President signs Klobuchar-Crapo bill creating national standards to level the playing field between domestic products and foreign imports
Washington, DC - U.S. Senators Mike Crapo (R-Idaho) and Amy Klobuchar (D-Minnesota) announced today that their legislation, the Formaldehyde Standards for Composite Wood Act, has been signed into law by the President. The law establishes national health standards for formaldehyde in composite wood products, protecting consumers from potentially hazardous levels of the chemical. The new standards will apply to both domestic products and foreign imports.
"The health threats posed by formaldehyde have been around us in products such as shelving, cabinets and particle board furniture," Crapo said. "Our responsible domestic wood products producers adopted these safety standards years ago, and it is now fitting that this new law will stop imports of these potentially dangerous products from foreign nations as well."
"I've always believed that the first responsibility of government is to protect its citizens," Klobuchar said. "High levels of formaldehyde are a health threat. This law establishes national standards that will be the strongest in the world. These standards will both protect public health and ensure an even playing field between domestic wood products and foreign imports."
The Klobuchar-Crapo bill passed the Senate on June 14, 2010, and passed the House of Representatives on June 23, 2010. A companion bill was introduced by Congresswoman Doris Matsui (D-CA) and Congressman Vernon J. Elhers (R-MI).
Formaldehyde is a chemical that is used in many products as an adhesive, bonding agent, or solvent. In recent years, there have been concerns about the potential health hazards posed by high concentrations of formaldehyde in composite wood that is used in common household products such as furniture, cabinets, shelving, countertops, flooring, and molding.
The domestic wood products industry has already adopted voluntary standards to limit formaldehyde, but domestic products face competition from cheaper imported wood products that may contain high concentrations of formaldehyde. These imports have increased dramatically in the past decade, with China as the principal source.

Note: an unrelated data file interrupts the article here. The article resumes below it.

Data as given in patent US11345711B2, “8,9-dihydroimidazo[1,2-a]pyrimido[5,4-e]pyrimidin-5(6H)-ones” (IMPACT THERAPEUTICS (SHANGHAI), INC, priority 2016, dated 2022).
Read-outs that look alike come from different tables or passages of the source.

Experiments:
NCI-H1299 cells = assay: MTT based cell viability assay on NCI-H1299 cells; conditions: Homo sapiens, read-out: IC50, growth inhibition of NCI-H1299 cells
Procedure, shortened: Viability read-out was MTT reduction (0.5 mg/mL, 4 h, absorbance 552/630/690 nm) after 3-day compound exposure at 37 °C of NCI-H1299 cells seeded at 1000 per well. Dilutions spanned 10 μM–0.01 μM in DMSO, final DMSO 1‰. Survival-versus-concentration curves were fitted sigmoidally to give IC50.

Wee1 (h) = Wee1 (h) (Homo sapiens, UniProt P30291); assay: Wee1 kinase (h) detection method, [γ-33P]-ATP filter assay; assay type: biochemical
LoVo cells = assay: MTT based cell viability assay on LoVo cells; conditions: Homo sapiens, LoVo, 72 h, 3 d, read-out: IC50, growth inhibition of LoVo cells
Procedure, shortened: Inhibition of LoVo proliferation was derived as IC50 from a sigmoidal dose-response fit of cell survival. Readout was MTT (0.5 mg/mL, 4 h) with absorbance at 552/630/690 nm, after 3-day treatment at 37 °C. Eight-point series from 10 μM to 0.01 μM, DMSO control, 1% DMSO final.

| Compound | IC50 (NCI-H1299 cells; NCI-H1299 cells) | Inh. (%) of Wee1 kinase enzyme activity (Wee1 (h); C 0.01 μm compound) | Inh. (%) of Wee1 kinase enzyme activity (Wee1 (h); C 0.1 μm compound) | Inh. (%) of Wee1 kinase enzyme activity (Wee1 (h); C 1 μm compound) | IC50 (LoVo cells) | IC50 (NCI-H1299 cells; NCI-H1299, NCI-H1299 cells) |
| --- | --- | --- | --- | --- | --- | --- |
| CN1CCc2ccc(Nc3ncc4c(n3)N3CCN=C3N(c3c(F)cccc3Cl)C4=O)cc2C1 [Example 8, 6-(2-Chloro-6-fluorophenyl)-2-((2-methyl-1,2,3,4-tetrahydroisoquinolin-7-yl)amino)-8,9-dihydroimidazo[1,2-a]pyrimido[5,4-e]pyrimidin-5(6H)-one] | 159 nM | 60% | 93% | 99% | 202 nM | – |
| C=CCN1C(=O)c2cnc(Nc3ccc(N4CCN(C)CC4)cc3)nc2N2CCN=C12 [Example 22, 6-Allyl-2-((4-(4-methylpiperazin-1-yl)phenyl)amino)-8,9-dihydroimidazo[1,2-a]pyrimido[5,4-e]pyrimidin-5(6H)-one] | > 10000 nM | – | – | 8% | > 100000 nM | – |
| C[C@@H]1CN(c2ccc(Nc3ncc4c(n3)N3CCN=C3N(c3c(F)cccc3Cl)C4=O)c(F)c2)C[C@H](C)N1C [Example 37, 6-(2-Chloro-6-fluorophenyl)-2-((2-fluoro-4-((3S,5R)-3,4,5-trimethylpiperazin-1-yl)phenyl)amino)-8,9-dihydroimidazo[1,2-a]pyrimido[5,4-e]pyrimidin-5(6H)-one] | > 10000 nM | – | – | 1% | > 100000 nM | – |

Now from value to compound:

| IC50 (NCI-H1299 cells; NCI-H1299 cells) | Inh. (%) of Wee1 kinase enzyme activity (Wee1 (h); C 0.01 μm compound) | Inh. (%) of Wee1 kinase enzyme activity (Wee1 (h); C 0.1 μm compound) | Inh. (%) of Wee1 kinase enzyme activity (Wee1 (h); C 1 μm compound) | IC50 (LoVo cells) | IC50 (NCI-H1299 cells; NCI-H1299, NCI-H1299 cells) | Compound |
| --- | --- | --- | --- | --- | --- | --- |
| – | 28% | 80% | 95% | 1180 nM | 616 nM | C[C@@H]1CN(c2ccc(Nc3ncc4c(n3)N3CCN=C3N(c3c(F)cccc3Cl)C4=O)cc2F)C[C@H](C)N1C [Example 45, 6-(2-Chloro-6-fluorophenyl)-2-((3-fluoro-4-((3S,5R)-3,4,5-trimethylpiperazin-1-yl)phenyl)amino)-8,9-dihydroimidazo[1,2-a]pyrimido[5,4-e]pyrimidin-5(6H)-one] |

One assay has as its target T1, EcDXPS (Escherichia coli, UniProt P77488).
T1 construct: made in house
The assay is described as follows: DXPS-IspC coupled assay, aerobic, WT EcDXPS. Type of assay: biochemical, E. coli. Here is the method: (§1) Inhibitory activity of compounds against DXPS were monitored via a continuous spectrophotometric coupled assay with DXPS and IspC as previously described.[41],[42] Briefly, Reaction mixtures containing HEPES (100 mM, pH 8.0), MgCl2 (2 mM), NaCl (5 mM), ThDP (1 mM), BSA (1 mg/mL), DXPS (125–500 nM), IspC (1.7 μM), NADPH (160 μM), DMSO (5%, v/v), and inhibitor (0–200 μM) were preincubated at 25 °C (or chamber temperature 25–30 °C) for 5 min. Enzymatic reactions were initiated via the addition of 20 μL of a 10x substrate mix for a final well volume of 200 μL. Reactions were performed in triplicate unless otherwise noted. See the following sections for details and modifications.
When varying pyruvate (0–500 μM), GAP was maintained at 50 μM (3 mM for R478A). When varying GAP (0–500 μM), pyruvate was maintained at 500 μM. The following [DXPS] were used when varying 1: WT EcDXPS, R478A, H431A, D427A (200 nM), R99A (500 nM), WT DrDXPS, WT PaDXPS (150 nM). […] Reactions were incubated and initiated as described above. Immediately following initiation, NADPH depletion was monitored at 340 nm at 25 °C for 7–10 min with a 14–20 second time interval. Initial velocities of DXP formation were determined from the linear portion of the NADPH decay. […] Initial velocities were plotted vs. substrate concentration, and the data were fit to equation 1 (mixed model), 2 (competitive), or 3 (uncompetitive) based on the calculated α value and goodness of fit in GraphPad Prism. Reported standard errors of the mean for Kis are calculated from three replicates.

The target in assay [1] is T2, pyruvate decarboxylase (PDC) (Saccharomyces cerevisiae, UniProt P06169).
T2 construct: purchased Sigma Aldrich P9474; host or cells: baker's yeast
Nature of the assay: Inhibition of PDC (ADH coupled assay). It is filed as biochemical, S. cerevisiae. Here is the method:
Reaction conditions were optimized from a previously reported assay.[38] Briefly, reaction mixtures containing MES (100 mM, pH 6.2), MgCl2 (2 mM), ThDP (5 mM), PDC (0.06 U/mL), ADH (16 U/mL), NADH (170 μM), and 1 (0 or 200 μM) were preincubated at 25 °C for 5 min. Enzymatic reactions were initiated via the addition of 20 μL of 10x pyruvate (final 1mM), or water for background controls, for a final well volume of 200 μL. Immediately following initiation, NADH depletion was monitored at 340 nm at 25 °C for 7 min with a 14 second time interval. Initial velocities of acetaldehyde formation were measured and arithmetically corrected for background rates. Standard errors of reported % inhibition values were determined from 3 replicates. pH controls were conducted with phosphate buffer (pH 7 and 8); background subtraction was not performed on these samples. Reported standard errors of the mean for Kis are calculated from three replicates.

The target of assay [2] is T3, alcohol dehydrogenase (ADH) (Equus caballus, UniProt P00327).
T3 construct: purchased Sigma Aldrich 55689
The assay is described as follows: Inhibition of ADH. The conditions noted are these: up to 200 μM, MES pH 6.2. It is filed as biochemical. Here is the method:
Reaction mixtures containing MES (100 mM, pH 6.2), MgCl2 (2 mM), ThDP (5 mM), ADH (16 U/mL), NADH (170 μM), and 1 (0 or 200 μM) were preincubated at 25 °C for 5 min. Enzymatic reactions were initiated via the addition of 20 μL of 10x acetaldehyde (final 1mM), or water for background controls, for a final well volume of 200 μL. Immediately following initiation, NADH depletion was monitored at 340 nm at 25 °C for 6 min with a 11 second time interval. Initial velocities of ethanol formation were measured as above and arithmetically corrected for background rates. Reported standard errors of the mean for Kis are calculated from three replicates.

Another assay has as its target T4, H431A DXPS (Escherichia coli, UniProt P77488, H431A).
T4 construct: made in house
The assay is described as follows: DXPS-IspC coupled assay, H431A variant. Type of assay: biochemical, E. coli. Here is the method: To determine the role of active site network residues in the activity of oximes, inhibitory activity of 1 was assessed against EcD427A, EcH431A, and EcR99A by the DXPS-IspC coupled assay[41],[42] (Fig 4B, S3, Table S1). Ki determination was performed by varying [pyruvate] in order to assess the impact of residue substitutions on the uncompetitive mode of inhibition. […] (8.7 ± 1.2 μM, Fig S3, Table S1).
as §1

The Formaldehyde Standards for Composite Wood Act establishes national emission standards under the Toxic Substances Control Act for formaldehyde in new composite wood products, secondhand products and antiques being exempted.
By January 1, 2013, the products sold in the United States will have to meet a formaldehyde emission standards of about 0.09 parts per million. Collectively, these would be the toughest standards in the world.
In addition to establishing the national standards, this law:
• Requires third-party testing and certification to ensure that products with formaldehyde comply with the national standards; and
• Directs the Environmental Protection Agency to work with Customs and Border Protection and other relevant federal agencies to enforce the standards for imported wood products.
This legislation has broad support from the wood products industry as well as environmental, health, and labor organizations.
"This legislation helps the forest products industry and consumers in our country," said Wayne Brandt, Executive Vice President of the Minnesota Forest Industries.
North American manufacturers of composite wood products have put in place rigorous programs to meet the California rule, and nearly 100 percent of U.S. production is already California compliant. The Composite Panel Association (CPA) supports the legislation.
"This is a significant accomplishment, but enforcement is still only possible in California and not the other 49 states," said Tom Julia, President of the CPA. "Without a national standard, it will be difficult to monitor the compliance of products sold into those states, as well as those imported from around the world. CPA is pleased that Senators Klobuchar and Crapo have taken the lead to advance product stewardship, promote green jobs, and ensure a level playing field for domestic manufacturers."